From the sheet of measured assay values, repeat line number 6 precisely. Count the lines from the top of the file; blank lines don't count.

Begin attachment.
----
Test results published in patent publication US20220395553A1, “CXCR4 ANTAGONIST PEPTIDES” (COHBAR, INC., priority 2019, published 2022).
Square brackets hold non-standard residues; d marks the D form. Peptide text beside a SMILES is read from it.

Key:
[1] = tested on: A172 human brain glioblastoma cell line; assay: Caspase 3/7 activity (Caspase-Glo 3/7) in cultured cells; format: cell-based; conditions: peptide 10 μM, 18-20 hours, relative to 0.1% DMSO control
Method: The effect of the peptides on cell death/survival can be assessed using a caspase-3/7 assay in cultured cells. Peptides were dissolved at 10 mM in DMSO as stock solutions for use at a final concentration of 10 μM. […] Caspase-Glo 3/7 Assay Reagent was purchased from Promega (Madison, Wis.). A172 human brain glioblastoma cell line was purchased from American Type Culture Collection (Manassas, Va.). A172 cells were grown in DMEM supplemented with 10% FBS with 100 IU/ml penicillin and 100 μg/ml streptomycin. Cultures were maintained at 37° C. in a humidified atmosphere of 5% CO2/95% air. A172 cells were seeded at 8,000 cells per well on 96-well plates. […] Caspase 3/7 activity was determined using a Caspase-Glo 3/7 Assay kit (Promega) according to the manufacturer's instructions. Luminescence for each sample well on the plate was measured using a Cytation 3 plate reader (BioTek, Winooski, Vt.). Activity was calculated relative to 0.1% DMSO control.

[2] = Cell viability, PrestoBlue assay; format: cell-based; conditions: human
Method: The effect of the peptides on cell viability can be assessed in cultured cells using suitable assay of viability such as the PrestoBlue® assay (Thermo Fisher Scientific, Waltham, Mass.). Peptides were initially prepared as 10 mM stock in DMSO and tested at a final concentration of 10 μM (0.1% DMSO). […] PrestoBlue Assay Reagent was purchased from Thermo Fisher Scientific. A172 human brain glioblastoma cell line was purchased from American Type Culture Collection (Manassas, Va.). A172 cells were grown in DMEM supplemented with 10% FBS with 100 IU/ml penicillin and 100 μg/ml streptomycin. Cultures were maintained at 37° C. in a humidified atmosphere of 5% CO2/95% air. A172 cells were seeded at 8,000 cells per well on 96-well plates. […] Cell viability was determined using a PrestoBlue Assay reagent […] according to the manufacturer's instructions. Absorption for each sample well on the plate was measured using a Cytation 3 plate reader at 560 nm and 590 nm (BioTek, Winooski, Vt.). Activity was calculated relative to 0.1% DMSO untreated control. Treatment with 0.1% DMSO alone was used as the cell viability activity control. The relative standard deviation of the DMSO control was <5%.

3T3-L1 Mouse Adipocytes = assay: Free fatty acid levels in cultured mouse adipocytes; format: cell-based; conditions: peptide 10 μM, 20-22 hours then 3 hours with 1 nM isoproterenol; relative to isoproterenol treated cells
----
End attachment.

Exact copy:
[2] = Cell viability, PrestoBlue assay; format: cell-based; conditions: human